Repoliticising and scaling up ethical consumption: Lessons from public procurement for school meals in Brazil

Dorothea Kleine, Maria das Gracas Brightwell

Research output: Contribution to journalArticlepeer-review


Ethical consumption is a vibrant field of research but suffers from both empirical and conceptual biases. Empirically, too much of the data is gathered in the global North, often framing a false binary in which consumption spaces are located in the global North while production takes place in the global South. Conceptually, there is a growing demand for researchers to move away from an emphasis on the individual consumer and instead focus on collective agency and structural change. This paper offers contributions to both of these frontiers of research. It reports on data on ethical consumption and public procurement, collected through the first ever large scale representative survey on procurement criteria and 16 focus groups in Brazil. It concretises these debates by focusing specifically on the pioneering Brazilian school meals policy which supports both “family farms” and organic modes of production at a massive scale, in providing meals to 43 million Brazilian children. Lessons learnt from the study include, firstly, the potential for successfully scaling up ethical consumption through public procurement; secondly, the way in which such scaling-up forces the public debate to engage with food production and consumption at a systemic level; and thirdly, how the systems-level debate leads to a repoliticisation of the discussion of the cultural, social, economic and environmental role of food and farming. The focus group discussions showed a high degree of support for the school meals policy, including from affluent citizens whose children would not benefit from the scheme. Surveys also showed strong support from Brazilian citizens for using environmental and social criteria in public procurement.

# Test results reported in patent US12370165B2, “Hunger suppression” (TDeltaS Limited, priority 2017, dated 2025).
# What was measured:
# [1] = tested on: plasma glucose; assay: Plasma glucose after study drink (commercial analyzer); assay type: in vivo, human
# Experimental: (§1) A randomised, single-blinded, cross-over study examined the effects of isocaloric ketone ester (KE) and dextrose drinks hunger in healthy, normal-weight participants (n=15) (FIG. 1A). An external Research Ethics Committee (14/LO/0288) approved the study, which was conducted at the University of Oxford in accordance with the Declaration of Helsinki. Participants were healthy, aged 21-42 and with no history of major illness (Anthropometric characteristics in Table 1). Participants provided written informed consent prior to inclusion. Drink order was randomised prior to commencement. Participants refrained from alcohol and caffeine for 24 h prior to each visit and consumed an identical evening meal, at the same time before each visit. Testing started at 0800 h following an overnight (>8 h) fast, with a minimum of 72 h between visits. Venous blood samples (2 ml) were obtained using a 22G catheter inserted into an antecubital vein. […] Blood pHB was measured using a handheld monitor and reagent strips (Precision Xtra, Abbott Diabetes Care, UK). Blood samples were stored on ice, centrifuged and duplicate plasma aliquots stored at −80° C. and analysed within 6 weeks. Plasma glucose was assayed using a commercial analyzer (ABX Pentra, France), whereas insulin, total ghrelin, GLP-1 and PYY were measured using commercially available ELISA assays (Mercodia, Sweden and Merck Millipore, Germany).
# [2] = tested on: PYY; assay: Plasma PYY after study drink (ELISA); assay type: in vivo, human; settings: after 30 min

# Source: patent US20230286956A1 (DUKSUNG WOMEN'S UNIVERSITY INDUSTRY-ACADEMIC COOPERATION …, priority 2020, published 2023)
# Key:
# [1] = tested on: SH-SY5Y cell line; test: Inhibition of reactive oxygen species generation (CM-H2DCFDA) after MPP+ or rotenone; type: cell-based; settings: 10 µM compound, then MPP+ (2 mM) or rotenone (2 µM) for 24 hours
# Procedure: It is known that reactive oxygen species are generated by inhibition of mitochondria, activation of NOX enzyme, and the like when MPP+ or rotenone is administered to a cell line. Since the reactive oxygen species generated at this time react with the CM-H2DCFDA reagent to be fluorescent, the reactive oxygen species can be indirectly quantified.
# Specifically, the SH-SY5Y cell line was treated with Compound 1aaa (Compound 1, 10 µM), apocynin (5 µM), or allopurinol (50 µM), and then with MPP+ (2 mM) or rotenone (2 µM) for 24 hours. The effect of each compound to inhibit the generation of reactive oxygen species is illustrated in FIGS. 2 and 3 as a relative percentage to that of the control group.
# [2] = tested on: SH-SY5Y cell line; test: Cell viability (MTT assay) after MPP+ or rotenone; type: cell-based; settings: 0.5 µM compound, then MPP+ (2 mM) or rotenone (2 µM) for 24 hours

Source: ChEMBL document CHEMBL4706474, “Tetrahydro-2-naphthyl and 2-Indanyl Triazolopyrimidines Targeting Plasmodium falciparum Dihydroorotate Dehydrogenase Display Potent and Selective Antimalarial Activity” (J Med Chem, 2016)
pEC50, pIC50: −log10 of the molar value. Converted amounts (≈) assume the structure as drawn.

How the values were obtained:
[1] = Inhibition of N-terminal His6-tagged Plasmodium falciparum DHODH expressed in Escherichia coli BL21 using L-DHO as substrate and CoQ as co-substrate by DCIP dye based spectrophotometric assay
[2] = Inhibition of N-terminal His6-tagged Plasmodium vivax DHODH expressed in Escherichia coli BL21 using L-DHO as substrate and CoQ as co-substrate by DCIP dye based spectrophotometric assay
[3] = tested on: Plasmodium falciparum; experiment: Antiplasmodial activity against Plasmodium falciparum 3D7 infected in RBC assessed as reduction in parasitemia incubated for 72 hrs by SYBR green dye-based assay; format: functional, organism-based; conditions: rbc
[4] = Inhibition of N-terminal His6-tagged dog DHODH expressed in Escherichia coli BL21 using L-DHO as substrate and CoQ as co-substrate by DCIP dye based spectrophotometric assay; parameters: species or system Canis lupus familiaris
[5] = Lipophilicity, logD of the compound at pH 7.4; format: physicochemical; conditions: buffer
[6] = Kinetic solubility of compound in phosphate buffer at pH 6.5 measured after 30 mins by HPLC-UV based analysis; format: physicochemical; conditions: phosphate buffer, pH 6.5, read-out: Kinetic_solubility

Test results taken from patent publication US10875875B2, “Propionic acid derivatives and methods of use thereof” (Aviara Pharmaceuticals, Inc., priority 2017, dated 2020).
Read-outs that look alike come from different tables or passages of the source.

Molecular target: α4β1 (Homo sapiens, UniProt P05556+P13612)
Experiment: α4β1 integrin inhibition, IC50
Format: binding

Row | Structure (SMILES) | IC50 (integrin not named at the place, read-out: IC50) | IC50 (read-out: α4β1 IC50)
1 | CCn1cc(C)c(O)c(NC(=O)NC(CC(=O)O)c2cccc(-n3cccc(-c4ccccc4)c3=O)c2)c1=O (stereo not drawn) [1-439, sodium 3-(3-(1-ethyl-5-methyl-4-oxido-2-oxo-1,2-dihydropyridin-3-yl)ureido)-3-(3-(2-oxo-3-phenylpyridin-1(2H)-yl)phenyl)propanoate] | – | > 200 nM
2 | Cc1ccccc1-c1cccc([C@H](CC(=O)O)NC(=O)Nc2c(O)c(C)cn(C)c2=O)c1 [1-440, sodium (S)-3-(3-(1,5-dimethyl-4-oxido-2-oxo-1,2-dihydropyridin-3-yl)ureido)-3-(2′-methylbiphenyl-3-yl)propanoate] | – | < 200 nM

Original languageEnglish
Pages (from-to)135-147
Number of pages13
Early online date10 Nov 2015
Publication statusPublished - Dec 2015


  • ethical consumption
  • Brazil
  • state procurement

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